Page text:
Kiribati Missing Ship – 50 People, was there a A$369 EPIRB?

Sunday, 28 January 2018

On January 18, the MV Butiraoi, a 17.5 metre catamaran ferry with 50 people on board set out from the Kiribati island of Nonouti on a two-day, 240km trip to the main island of the nation, South Tarawa. It never arrived and a New Zealand Air Force Orion aircraft has been sent to search for it.▲ I spotted Nonouti as we were about to descend into South Tarawa from Fiji when I visited Kiribati in mid-November 2017.

◄ Did the vessel have a radio? Presumably not. Did anyone on board have a satphone? Presumably not again. OK, what about an EPIRB – an Emergency Position Indicating Radio Beacon? I guess not. In the west, the developing world, you’ll find an EPIRB on almost any modern vessel bigger than a rowboat. In the very worst case, the boat sinks, the EPIRB pops to the surface and starts yelling ‘help.’ I could buy one this afternoon for A$369 – that’s US$300 or £212. Not much for 50 lives is it?


A few years ago I crossed on an outboard-powered dinghy from Shortland Island in the north of the Solomon Islands to the southern end of Bougainville Island in Papua New Guinea. An international boat trip, albeit a very short one, in a boat without any radio contact or an EPIRB. There was a satphone on board, however. Mine. You can rent a satphone – equally useful for remote Australian outback trips as well as inter-island trips in the Pacific – for A$125 a week or A$300 month. I wrote about my concerns on Pacific Island small boat trips at the start of the Bougainville chapter in my book Dark Lands:

I’ve always had a nagging concern about the possibilities of ‘drifting away,’ the Pacific Island tendency to set off from Island A to Island B, in a small boat with an outboard motor only for things to go awry. Perhaps the motor fails or the fuel runs out. Perhaps they weren’t even planning a voyage, it was just a late afternoon fishing trip and when it came time to come home the motor wouldn’t start. Or a little rain squall blew through and when things cleared it was dark and come the dawn the island was nowhere in sight. They’d ‘lost the land,’ as one Pacific drifter I encountered put it.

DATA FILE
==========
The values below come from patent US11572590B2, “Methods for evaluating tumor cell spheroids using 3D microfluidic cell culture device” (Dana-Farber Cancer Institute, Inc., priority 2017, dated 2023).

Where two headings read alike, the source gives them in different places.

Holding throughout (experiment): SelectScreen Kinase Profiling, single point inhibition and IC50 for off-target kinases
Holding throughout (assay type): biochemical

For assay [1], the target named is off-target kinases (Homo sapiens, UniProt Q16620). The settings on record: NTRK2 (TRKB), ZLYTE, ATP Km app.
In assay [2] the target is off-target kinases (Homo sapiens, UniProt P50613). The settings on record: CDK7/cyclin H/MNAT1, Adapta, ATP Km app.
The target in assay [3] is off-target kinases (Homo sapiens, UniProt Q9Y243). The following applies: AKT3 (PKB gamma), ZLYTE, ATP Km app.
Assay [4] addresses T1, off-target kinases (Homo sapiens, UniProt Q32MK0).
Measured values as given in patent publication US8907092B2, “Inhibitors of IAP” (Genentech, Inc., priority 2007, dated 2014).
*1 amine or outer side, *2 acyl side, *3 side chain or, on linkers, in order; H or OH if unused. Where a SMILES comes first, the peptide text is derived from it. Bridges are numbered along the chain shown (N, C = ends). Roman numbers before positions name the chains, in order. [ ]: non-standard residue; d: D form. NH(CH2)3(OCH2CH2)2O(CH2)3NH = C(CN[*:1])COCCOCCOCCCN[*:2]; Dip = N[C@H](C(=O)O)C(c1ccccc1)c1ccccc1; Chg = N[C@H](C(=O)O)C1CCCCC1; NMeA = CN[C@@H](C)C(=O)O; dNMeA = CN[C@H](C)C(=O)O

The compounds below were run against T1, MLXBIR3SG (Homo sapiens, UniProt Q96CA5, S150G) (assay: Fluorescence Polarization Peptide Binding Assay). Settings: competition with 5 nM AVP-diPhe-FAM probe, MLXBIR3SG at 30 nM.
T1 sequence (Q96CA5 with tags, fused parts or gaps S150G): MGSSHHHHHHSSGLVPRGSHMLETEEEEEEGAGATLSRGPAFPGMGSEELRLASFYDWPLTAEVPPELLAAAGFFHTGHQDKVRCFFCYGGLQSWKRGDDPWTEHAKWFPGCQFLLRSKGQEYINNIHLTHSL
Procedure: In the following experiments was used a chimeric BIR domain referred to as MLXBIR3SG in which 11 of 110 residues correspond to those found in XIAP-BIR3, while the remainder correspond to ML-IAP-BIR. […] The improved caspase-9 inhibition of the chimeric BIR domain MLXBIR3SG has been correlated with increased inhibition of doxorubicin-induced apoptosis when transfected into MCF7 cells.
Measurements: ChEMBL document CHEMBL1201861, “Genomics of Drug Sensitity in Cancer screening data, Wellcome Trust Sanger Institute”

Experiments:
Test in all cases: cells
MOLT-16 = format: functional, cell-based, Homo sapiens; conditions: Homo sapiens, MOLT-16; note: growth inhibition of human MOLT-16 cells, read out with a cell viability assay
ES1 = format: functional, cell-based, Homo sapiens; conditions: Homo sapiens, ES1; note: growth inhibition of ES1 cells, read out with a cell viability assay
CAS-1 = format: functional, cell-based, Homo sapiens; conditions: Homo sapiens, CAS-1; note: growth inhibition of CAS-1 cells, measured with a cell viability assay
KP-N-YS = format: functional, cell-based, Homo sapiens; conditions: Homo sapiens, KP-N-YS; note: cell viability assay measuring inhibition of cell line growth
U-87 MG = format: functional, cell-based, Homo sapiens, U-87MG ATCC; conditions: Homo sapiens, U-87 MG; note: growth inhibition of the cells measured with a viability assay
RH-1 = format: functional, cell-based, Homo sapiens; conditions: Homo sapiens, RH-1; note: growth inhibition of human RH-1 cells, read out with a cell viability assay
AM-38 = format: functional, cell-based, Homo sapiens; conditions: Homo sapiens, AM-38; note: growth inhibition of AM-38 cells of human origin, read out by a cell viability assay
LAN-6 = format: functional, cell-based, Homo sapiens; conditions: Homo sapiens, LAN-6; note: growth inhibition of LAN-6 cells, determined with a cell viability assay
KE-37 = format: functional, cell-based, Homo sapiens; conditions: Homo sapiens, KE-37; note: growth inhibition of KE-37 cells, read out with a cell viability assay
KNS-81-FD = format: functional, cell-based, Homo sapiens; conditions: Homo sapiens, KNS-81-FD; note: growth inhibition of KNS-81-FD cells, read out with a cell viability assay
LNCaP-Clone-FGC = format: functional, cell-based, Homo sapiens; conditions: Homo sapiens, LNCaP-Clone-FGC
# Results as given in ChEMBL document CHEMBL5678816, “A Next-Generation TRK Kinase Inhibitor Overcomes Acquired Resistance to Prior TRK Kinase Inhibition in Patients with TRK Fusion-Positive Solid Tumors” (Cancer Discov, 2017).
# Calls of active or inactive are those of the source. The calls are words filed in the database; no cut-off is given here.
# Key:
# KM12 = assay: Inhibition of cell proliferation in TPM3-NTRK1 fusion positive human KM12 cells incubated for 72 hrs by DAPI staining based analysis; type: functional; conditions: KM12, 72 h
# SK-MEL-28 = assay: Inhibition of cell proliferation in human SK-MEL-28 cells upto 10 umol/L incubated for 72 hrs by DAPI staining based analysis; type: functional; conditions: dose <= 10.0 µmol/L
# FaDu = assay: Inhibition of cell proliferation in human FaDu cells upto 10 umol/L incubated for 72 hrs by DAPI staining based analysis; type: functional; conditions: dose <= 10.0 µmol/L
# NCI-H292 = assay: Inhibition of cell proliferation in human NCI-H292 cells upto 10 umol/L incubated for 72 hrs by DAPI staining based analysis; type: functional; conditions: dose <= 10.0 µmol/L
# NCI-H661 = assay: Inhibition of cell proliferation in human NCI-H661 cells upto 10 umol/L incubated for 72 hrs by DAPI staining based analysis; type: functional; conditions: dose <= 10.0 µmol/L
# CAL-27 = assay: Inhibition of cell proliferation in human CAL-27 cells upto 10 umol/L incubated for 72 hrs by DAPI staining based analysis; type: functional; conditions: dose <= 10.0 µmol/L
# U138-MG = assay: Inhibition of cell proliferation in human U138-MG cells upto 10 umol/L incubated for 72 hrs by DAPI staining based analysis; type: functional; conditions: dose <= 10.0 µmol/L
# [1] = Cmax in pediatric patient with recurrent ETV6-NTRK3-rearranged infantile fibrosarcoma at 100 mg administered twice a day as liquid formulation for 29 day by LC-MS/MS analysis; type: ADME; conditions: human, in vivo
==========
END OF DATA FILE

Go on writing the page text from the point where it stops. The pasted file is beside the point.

I spent a couple of weeks in the islands of Tuvalu in 2001 and it seemed like every second islander had at some time ‘drifted away.’ Sometimes they only drifted for a few weeks before turning up on the French island of Wallis. Sometimes it was several months before they were rescued by a fishing trawler or, for one lucky drifter, a Greek cargo ship en route for a spell in dry dock in Japan. Laki (pronounced like Lucky) Salapu, who managed to drift away twice from late afternoon fishing trips, took six months to drift to American Samoa where he was initially arrested as a suspected illegal immigrant.

So it was not very encouraging to read a Solomons Star report a few weeks before my trip about 18 islanders who had drifted away on the same route I would soon be taking. They’d set off from southern Bougainville, where I intended to arrive, intending to get to Ghizo in a day, so in fact they were travelling rather further than my planned Shortland to Bougainville jaunt. They motored past Shortland, crossing the 100km or so of open ocean heading south, but as they approached Vella Lavella, just north of Ghizo, they ran out of fuel. For the next six days they drifted south and east, into the empty stretch of sea towards Papua New Guinea.

Fortunately a Taiwanese fishing boat spotted them, towed them close to Ghizo and gave them some fuel to get ashore. The paper reported that they had been given medical checkups and were ‘recovering.’ The Minister for Education & Human Resources, Dick Ha’amori, was worried about them, the paper continued, since his wife and three children were amongst the lucky voyagers.

‘We managed to eat mangoes we took from Bougainville and coconuts that floated on the sea,’ one of the survivors said.
▲ arriving safely in Bougainville.